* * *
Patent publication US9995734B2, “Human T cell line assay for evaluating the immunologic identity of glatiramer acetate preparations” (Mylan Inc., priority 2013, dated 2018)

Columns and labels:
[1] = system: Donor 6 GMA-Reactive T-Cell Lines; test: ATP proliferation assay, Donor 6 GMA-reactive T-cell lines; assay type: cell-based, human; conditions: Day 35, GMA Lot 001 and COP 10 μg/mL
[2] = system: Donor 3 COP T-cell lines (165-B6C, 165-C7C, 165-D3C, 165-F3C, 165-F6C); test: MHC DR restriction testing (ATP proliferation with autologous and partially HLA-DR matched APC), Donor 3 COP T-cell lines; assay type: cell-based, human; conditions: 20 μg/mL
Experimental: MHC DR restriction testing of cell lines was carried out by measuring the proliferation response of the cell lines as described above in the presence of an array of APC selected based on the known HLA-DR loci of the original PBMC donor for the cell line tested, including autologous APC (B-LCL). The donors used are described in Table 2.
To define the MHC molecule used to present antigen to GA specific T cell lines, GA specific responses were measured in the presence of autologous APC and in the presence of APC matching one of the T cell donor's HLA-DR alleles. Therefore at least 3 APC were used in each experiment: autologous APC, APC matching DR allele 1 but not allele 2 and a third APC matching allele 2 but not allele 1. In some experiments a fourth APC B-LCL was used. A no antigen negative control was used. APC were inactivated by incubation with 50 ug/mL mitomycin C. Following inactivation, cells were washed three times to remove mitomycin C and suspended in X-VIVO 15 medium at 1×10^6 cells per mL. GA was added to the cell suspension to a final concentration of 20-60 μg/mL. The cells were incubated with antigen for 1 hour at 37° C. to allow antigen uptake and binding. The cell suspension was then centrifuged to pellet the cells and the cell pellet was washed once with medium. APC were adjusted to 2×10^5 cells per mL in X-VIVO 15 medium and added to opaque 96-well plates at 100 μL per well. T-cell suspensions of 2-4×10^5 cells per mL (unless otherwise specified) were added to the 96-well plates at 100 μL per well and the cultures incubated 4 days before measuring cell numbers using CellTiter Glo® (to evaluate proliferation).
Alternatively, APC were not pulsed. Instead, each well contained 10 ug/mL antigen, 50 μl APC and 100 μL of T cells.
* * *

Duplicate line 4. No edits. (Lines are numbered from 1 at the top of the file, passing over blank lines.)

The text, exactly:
[2] = system: Donor 3 COP T-cell lines (165-B6C, 165-C7C, 165-D3C, 165-F3C, 165-F6C); test: MHC DR restriction testing (ATP proliferation with autologous and partially HLA-DR matched APC), Donor 3 COP T-cell lines; assay type: cell-based, human; conditions: 20 μg/mL